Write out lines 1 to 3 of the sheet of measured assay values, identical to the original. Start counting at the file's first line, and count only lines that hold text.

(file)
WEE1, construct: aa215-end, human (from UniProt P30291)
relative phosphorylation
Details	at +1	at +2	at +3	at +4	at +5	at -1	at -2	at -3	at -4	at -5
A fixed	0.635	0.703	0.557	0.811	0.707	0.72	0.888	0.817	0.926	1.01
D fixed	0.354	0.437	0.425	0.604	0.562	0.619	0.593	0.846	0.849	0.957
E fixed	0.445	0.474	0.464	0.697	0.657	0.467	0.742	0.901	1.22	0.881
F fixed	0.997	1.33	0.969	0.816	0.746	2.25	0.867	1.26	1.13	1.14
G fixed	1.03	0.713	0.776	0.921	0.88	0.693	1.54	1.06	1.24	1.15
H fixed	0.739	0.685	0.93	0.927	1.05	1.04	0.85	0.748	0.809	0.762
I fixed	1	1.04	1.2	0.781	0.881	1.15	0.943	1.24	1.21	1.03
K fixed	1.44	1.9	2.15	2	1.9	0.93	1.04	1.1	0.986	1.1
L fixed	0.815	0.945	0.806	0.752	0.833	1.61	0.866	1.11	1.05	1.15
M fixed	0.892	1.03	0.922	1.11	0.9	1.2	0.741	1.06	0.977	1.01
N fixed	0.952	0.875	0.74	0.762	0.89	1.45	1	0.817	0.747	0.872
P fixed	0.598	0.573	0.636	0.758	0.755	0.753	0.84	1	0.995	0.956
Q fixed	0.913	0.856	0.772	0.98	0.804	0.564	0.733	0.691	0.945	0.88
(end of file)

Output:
WEE1, construct: aa215-end, human (from UniProt P30291)
relative phosphorylation
Details	at +1	at +2	at +3	at +4	at +5	at -1	at -2	at -3	at -4	at -5